Below is an excerpt from an academic paper (the second entry in the search results) by COPAS (Current Objectives of Postgraduate American Studies:
The eerie attraction of the footage might be due to the quality of the sublime incorporated into the aesthetics of the images. Immanuel Kant described the Sublime as a feeling that upsurges when human beings are witness to a catastrophe from afar, without being in actual danger. This sublime emotion is eventually prompted by the human ability to abstract the witnessed danger from ones immediate realm, thus to ascertain, by resorting to reason that, although the catastrophe is real, it does not directly endanger ones life (144-45). I do not suggest that on September 11, 2001 American television viewers were constantly under the spell of the sublime aesthetics of the footage. The realization of the actual violence behind the images and the inclusion of eyewitness accounts ran contrary to the sublime aesthetics. However, the relative absence of carnage in the footage of the attacks may have lured American spectators into watching the endless repetitions of the sequences (the planes flying into the towers and the subsequent collapse of the buildings).
In retrospect, those repetitions were quite a bold move....
The first entry is a short film by Michael Koskowski, which features some cinematic references to 9/11. crowds, people looking up, explosions, but a few more prescient shots as well. Interestingly, Michal Koskowski has a 2011 release, a quasi-documentary titled: Zero Killed, about murder fantasies.
http://www.michalkosakowski.net/films/? ... e_movies_2
The next article of interest was published in The Nation: 9/11 in a Movie-Made World by Tom Engelhardt, archived here:
http://www.tomdispatch.com/post/118775/ ... made_world
This article begins with the claim that the seeds for viewers' fertile imaginations were planted in 1945 with the nuclear events in Hiroshima and Nagasaki. It is full of references to the movies taken from other articles. (Tangent: For some reason this prompted a search for "The Pentagon", which Wikipedia prefaces with, "On September 11, 2001, the 60th anniversary of The Pentagon's groundbreaking..." and I thought about why anyone would start a major construction project on a weirdly symbolic monument to the military in the middle of a World War, but I digress. Oh, and it cost 83 million dollars...)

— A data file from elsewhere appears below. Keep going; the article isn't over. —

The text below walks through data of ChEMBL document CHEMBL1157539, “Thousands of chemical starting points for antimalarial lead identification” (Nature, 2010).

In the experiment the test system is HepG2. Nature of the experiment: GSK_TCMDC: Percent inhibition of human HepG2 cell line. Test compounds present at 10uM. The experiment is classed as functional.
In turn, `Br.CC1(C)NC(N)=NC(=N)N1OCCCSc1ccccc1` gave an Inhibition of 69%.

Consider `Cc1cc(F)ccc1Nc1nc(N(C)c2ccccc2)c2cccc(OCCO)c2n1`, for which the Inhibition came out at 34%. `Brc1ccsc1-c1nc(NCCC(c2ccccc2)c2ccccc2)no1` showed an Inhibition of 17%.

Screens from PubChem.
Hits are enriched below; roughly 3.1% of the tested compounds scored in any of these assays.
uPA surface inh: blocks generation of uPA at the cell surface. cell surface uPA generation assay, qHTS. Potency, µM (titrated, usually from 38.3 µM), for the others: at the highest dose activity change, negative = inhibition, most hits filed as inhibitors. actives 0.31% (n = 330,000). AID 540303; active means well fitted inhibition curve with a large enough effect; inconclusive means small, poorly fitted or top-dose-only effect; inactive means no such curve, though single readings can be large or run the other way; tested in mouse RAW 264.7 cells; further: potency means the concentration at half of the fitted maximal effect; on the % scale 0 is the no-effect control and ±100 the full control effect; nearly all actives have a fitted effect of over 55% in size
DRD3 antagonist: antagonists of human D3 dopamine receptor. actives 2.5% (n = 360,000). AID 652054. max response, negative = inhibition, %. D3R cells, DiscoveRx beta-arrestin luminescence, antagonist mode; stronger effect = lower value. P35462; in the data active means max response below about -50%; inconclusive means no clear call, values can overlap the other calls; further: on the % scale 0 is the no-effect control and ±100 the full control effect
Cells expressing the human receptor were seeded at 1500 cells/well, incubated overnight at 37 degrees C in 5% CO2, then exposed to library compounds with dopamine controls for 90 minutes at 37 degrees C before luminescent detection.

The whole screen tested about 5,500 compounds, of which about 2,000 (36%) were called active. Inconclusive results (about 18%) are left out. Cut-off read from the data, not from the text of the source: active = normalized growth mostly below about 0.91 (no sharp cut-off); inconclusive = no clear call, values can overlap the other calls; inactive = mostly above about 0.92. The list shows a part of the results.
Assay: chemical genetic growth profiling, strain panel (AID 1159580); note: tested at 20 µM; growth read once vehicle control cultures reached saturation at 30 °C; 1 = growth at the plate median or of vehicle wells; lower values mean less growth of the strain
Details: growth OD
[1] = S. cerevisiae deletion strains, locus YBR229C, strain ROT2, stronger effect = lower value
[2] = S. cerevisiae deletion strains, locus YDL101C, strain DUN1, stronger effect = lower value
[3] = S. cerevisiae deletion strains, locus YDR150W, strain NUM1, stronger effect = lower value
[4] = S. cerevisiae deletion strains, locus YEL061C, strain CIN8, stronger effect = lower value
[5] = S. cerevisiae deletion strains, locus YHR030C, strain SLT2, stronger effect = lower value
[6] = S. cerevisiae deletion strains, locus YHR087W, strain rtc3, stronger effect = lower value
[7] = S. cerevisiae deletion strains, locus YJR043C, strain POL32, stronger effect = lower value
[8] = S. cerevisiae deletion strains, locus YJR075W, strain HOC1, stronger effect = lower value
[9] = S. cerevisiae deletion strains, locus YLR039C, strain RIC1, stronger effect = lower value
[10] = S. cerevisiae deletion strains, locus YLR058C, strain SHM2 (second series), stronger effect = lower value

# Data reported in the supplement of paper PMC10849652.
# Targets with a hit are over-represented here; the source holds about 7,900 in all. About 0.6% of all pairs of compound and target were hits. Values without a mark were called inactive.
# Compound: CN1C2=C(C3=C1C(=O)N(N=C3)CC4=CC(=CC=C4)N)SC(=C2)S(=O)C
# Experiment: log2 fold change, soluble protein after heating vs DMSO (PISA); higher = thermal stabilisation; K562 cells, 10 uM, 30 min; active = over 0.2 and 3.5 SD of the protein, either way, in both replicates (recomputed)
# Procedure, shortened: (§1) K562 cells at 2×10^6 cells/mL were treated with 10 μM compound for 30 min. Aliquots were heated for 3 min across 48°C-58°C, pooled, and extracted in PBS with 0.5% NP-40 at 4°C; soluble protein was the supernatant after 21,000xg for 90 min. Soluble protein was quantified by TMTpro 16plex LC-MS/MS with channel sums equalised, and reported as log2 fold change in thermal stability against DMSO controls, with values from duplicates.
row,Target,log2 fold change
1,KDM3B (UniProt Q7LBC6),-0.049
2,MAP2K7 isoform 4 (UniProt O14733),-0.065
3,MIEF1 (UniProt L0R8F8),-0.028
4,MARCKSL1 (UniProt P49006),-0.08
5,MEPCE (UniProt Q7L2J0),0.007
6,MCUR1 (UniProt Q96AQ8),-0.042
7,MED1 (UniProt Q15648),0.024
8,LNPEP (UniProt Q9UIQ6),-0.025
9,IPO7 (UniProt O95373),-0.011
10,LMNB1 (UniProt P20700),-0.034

Bob Bacon, FDNY Firefighter: "...unless you were there, you wouldn't really believe it."
full link: http://www.youtube.com/watch?v=fc6Zm9682hQ
Chad Creevy, a "survivor" from a 2011 interview:
full link: http://www.youtube.com/watch?v=1g1KeOhGV0M
Cheesy Towering Inferno reference:
full link: http://www.youtube.com/watch?v=wkISxVGKSRw
Local Fox affiliate:
full link: http://www.youtube.com/watch?v=r_QFpaCPnMY
full link: http://www.youtube.com/watch?v=lpo9Res6VIU
This post only scratches the surface of such comments and clips. Of course there is the infamous Evan Fairbanks reference among others, not included due to familiarity. There were endless repetitions of the clips of the impacts and collapses, but the talking point "It was just like a movie" was stressed with equal intensity. Except it WAS a movie. Perhaps the intention was for the idea to be planted that it was a movie, the sub-conscious would ignore the "just like", but cognitive dissonance would be inflicted by the acceptance of media personalities as authorities on matters of truth.